December 10, 2010
by Sigourney Soul
NOTE: This review was originally published at DAMESOfPA.com on December 10, 2010.
While Disc One starts with the most recent work and then suddenly jumps back to the earliest, Disc Two provided the glue in-between those two extremes that holds the album all together. There are less dramatic highs and lows on this disc as compared to the first, but there is a more consistent sense of musical flow.
I found that after listening to the easier, more interpretive, Disc Two, it was easier to go back to Disc One and understand some of those songs better. There is some kind of cosmic link between these all that becomes more and more revealed as the listener steps through each chapter. For example, “The Last Man to Walk Alone”, which starts as mock-Johnny Cash, Americana tune, builds with more and more horns that I came to identify as fanfare, an introduction in grandeur to the journey unfolding in the lyrics. Looking back, we can hear a similar pattern in the song “Sister Josephine” from Disc One.
Disc Two starts with a sort-of “introductory jam” in the form of “The Fool’s Overture”, a continuum from first disc which fades in right were that one fades out, but soon finds it’s own identity in a long instrumental build-up to the ultimate verse of the song. Next, the listener is brought to the heart of the album with the riddle-like, melodic “She Said” and the quiet, romantic “Keep Doing What You Do”, both simple, elegant piano tunes with nice catchy hooks.
The bluesy lament, “You Sure Were Fun” is more complex, sliced in half by the hot knife of its funky mid section. The fun, straight-up rocker “33 Shots at Louis” has just enough hint of edge to make it very interesting with a couple of simultaneous piano and guitar leads. Once again, looking back at Disc One, this upbeat & frivolous tune could not be more different than its counterpart, the deep and introspective “33 Flames for Mary”.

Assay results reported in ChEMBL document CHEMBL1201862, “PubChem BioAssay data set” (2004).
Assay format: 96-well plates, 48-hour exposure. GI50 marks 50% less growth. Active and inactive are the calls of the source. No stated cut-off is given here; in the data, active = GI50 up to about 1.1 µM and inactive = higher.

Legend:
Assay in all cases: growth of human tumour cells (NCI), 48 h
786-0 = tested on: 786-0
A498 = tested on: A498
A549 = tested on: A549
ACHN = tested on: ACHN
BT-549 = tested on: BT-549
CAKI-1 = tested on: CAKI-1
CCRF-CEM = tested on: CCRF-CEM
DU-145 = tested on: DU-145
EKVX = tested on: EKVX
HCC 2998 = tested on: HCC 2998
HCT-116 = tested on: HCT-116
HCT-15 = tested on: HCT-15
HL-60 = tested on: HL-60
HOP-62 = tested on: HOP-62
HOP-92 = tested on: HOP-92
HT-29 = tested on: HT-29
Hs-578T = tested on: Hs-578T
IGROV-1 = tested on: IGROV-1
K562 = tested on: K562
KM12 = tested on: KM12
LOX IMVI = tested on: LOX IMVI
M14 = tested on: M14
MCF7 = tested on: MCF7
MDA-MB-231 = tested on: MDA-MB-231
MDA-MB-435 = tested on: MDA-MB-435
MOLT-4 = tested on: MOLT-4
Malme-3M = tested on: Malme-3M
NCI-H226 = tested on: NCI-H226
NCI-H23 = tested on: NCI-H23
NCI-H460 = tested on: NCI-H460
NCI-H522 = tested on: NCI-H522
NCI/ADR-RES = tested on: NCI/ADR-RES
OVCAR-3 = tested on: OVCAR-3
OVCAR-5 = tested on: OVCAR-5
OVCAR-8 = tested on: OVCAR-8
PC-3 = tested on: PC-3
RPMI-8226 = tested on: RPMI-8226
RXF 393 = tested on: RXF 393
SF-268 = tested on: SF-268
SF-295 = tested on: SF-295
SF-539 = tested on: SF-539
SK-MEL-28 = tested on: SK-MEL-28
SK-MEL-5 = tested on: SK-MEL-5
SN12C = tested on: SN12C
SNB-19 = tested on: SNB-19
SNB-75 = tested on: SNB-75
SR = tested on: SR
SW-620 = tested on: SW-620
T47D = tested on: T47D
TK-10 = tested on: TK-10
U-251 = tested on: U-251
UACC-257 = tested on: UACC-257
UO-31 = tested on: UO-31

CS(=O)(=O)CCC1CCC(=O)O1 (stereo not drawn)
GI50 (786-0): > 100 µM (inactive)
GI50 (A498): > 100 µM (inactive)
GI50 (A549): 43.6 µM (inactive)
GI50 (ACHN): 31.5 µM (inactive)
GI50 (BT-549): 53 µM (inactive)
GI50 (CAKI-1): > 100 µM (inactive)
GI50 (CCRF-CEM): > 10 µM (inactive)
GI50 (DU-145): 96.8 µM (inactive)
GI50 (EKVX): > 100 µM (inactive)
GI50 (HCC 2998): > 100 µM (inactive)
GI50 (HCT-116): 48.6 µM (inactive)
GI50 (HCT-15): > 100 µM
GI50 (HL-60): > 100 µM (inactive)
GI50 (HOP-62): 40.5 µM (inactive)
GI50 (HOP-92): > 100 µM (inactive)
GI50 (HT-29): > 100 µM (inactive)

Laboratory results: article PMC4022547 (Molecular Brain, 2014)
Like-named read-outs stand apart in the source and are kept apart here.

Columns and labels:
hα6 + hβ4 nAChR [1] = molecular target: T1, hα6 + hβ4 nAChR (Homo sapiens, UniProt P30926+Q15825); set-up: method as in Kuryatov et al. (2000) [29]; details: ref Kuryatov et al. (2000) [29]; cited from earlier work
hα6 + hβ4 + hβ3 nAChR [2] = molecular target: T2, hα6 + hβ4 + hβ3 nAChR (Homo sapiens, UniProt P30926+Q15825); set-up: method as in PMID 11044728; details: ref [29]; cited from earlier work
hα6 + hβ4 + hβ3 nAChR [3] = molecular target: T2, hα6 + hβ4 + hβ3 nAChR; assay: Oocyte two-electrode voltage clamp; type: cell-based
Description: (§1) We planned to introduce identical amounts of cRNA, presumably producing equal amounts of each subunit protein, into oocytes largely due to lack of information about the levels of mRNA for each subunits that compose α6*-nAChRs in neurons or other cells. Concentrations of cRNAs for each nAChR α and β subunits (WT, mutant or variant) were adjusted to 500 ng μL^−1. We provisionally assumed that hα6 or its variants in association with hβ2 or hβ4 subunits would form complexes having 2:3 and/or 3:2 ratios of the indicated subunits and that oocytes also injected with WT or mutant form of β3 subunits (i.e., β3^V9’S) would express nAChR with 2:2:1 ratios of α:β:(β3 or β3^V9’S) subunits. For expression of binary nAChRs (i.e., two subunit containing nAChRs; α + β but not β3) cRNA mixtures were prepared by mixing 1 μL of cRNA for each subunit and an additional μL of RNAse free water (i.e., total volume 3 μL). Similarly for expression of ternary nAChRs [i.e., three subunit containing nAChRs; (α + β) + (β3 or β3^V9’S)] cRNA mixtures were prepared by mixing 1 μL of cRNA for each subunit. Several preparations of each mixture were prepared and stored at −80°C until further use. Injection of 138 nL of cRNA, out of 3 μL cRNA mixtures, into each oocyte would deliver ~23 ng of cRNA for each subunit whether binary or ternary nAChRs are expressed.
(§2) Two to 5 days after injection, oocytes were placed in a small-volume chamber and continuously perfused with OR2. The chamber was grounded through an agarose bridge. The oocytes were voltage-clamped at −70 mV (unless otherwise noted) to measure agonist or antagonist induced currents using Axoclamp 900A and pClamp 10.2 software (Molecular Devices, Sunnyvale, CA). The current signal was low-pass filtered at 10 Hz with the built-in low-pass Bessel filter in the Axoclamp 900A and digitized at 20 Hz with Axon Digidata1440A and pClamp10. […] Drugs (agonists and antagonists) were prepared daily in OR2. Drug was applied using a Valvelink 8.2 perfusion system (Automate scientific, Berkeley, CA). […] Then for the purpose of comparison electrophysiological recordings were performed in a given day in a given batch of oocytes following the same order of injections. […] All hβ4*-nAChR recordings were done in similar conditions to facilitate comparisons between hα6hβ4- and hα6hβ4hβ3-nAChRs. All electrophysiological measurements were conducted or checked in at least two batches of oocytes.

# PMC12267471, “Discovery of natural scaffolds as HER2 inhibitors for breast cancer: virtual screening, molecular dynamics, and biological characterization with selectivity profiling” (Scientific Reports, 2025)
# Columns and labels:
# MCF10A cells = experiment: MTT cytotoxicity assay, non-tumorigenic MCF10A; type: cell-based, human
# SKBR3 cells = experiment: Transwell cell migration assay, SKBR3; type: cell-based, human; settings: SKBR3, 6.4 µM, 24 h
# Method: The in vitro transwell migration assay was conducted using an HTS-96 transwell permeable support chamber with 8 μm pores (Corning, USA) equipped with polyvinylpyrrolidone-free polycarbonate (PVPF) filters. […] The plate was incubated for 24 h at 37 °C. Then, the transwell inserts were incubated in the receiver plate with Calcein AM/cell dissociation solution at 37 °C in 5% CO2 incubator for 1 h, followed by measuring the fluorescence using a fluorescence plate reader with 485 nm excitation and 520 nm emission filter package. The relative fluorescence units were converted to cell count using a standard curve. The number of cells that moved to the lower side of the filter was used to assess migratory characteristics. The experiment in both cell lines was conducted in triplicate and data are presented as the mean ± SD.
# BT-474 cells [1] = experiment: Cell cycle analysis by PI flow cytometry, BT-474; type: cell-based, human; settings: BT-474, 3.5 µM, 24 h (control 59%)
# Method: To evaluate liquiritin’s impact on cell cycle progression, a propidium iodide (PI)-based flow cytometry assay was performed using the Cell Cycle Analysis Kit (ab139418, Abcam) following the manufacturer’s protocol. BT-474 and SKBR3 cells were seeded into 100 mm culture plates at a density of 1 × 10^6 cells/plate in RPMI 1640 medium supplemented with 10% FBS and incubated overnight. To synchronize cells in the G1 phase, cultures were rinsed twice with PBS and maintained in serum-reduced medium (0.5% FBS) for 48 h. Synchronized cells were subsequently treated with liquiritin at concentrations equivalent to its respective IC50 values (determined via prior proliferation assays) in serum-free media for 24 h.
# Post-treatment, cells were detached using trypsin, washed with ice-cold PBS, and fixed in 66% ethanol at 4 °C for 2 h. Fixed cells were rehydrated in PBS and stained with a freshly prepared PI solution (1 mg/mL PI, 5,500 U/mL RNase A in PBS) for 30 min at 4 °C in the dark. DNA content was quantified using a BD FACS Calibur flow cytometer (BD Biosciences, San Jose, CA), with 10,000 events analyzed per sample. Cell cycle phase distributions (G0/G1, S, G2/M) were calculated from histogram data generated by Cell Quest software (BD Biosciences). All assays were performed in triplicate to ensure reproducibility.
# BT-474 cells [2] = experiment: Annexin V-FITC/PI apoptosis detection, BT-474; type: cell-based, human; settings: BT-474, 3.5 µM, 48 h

“Believe” is the simplest of songs with just piano, voice and some restrained percussion. This point/counter-point look at faith is deeply philosophical while stopping short of being overtly religious. A more cynical song, “A New Religion”, follows with a mechanical, robotic rhythm and political undertones. Musically, this song has some very interesting passages getting from this key to that key then back again. Perhaps the weakest song in the collection, the scattered and confused ballad “The Cup” follows.
Disc Two’s first inclusion of new material not included on the original Imaginary Lines II is the pleasant, moody tribute entitled “The Old Man In the Sea”. Originally, “Old Man” was to be the first part of a 3-part extended suite called “Ocean Suite” which was to include the subsequent two numbers – the theatrical “Twilight of Innocence”, a mini-suite in of itself, and “Here on the Beach” a pleasant, romantic, and nostalgic song of hope. Unfortunately, thinking the resulting 14+ minute song would be too much, Albano did not stick with this original plan and ended up splitting the suite back into three seperate songs, which have some unfortunate cutoffs and one of the few blatant production errors on Disc Two.
The purely-pop, tongue-in-cheek “Naked” is an original in it’s own right and proceeds “Deuce”, an edgy jam that trades synth and guitar leads featuring Erik Trabert and being a light-hearted lead-in to the album’s heavy, deep conclusion.
Imaginary Lines 33 concludes with the second pair of death/ressurection songs (after “Ashes”/”The Phoenix” on Disc One). “Half Hearted” is a lamenting look back on a life not well lived as one faces imminent demise and death. The song dissolves into bell-tolling piano chords that are picked up by “Long Way Home”, the fitting, climatic conclusion to this marathon collection. A song of redemption, resurrection, and rebirth and, perhaps, the deepest song of the entire collection, “Long Way Home” provides an optimistic, hopeful conclusion to this winding, deep journey.
The journey that is Imaginary Lines 33 has it’s ups and downs and may not be for everyone always. But, all in all, music lovers will appreciate this original piece of artistic rock-n-roll.